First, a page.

A steel shipping container being converted into a housing unit at the intersection of North 11th Street and Colcord Avenue is the first project of its kind in Waco, but not without discussion among neighbors.

As society continues to embrace shipping containers for residential and commercial uses and local officials craft regulations for them, project manager David Hochhaus said the container will be available as a rental property for about $700 a month.

Up to two people could live in the 300-square-foot box, with a 160-square-foot deck and a yard, in about a month. Hochhaus has obtained a building permit and is awaiting city inspection on electricity and roofing before proceeding to install insulation.

Sammy Smith, a leader of the Brooks Oaks Neighborhood Association, was skeptical of the project at 1410 N. 11th St. He said the container doesn’t fit into the area and he called for more stabilized housing in the area, not transitional.

“What we’re trying to do is home ownership,” Smith said.

20190213_loc_container_home_jl5

Workers build a deck for the container property on North 11th Street.

Mike Stone, executive director of the housing nonprofit Grassroots Community Development, said he shared Smith’s concerns but wants to learn more about the property, including what it will look like from the outside.

“We believe that you need to have more homeowners than renters in the area because homeowners are more invested in the community,” said Stone, whose nonprofit has built dozens of starter homes in North Waco. “So if you’re invested in the community, you take care of the community.”

Hochhaus, originally from Philadelphia, has been in Texas since 2003. After being stationed in Fort Hood, he attended McLennan Community College and has remained in the Central Texas area. He now lives in Bellmead and has 12 properties with 15 tenants in North Waco and East Waco.

“I’m focused on the folks that are making less than 20 an hour,” Hochhaus said.

20190213_loc_container_home_jl2

David Hochhaus stands in the container house as it undergoes construction.

The container contains a bedroom and a walk-in closet that can double as an office nook, a bathroom with a full-sized tub, a combined living room and kitchen, and a washer and dryer. Project officials and Stone agreed that it is the first residential project of its kind in Waco.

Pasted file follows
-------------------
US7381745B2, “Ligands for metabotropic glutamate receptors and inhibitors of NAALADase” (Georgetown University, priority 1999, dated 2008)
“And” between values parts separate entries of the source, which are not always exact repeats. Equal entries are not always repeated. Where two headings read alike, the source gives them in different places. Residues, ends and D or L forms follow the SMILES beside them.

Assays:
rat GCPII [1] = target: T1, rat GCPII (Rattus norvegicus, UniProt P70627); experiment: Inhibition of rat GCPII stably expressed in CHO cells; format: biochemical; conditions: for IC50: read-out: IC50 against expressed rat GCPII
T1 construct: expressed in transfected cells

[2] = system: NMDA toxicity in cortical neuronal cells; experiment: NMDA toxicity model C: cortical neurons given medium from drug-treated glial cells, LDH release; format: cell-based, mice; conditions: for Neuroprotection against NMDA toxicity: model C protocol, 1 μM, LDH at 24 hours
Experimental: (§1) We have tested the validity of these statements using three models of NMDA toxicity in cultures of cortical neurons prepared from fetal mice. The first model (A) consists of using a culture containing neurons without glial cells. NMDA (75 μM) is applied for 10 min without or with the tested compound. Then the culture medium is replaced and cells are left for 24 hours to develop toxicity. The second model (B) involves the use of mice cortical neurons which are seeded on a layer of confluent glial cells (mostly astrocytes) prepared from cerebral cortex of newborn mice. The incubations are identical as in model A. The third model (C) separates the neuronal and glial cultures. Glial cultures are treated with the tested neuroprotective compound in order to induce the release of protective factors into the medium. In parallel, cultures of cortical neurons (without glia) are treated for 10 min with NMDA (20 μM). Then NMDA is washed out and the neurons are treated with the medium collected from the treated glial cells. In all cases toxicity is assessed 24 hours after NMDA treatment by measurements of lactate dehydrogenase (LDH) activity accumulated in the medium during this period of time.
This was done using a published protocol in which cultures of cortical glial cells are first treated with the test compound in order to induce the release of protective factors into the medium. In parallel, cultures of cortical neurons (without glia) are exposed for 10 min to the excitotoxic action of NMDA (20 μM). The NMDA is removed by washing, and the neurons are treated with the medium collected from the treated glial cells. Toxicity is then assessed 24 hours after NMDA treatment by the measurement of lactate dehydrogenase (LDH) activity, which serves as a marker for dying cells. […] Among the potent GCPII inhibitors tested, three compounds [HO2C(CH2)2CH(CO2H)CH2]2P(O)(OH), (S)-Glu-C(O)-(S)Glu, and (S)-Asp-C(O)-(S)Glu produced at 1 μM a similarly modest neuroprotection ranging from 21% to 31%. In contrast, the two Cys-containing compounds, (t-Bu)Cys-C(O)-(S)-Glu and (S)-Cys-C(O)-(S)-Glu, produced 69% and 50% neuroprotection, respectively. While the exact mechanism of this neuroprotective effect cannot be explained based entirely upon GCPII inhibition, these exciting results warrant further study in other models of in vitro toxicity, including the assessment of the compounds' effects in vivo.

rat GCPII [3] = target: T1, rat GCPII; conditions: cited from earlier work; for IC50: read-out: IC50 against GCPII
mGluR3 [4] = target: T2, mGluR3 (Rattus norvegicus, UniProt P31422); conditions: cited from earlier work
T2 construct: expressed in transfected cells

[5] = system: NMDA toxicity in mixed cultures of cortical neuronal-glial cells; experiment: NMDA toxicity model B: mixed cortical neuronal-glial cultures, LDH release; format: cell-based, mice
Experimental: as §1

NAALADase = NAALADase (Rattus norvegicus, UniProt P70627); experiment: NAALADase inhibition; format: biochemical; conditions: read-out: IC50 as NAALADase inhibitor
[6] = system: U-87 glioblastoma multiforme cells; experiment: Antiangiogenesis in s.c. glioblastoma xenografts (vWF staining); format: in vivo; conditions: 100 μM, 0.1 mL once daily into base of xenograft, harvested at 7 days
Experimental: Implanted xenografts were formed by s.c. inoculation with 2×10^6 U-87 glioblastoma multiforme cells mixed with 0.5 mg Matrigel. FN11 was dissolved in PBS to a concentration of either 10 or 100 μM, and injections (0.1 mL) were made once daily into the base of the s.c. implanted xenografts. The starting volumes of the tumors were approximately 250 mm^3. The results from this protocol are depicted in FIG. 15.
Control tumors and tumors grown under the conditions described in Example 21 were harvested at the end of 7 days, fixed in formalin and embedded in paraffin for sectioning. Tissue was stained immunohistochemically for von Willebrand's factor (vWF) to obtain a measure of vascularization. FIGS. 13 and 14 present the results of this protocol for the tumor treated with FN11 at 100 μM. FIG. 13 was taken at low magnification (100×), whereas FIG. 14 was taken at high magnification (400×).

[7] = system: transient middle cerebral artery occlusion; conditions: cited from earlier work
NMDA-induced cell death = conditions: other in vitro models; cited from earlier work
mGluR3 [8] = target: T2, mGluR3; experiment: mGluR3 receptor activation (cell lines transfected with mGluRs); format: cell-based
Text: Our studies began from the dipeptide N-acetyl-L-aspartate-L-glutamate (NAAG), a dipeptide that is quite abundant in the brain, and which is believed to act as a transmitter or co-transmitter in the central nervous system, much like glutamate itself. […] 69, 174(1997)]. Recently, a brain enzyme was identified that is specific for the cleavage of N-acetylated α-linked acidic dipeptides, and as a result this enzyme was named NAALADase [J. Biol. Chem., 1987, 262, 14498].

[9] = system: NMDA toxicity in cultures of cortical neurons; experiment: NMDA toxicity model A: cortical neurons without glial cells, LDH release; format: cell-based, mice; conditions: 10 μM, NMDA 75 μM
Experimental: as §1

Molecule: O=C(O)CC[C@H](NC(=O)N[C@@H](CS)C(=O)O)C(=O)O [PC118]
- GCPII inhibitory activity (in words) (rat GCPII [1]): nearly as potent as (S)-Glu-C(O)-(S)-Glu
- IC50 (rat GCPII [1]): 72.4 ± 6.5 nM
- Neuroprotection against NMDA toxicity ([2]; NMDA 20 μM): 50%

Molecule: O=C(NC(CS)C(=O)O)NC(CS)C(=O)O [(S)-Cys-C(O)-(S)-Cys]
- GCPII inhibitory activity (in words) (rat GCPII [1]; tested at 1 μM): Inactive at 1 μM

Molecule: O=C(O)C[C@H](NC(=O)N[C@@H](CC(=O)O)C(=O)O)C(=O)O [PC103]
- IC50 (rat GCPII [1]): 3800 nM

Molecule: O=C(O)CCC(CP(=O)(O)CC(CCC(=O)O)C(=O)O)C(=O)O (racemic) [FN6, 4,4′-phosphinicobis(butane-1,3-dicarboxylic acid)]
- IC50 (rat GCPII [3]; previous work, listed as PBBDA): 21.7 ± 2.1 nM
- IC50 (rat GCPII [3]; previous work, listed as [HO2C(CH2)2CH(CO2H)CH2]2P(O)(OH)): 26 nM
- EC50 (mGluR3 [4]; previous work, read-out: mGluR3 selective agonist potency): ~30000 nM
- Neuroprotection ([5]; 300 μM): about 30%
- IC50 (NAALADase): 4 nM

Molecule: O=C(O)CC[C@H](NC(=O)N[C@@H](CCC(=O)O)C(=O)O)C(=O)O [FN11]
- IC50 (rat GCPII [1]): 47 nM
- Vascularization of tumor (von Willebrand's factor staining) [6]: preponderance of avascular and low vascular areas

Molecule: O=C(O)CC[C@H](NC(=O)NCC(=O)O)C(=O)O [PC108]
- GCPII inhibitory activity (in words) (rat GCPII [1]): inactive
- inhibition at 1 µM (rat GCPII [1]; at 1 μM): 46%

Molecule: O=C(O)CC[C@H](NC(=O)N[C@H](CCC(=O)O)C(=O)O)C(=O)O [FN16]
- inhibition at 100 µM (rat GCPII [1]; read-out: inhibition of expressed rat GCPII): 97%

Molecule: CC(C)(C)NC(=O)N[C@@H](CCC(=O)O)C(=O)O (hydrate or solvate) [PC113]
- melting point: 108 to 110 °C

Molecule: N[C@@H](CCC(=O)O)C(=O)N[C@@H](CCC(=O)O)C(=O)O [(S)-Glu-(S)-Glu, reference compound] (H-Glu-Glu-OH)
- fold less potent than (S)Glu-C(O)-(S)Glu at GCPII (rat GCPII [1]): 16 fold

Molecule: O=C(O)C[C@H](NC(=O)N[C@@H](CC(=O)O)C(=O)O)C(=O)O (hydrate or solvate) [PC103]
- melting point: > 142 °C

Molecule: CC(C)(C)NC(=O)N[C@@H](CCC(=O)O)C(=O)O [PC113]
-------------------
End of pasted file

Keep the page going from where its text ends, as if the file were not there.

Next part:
In November, the Waco City Council agreed the city’s compatibility standards on shipping containers should be updated to reflect their different potential uses. A retail development downtown called The Containery, made entirely out of containers, is expected to open in the coming months.

Both developments are grandfathered under existing rules and would be affected by new guidelines.

20190213_loc_container_home_jl6

A shipping container will be available for rent in about a month on North 11th Street.

District 4 Councilman Dillon Meek, who represents the neighborhood, initiated the conversation about shipping containers late last year at City Hall after constituents questioned the Colcord Avenue project.

“While I appreciate innovative and progressive forms of development, I think it’s very critical that the historical character of neighborhoods is preserved,” Meek said. “And I’m hopeful that the current structure, as it sits today, has much more construction progress to be made.”

City ordinances, though vague in nature, say residential developments must remain consistent with the neighborhood.

Hochhaus said he has received interest from potential renters as the inspection process continues.

“To me, good housing sells itself,” Hochhaus said. “And that’s really what it is. This is new construction housing. It’s roughly the same size as a one-bedroom apartment, but you get a yard with it.”

20190213_loc_container_home_jl1

Lelund Leday (from left), Glenn Faulker, David Hochhaus and Jim Roberts teamed up to work on the container house on North 11th Street.

Phillip Ericksen joined the Tribune-Herald in March 2015 as a sports copy editor. That November, he joined the news team. He has covered higher education, city hall, politics and crime.

Recommended for you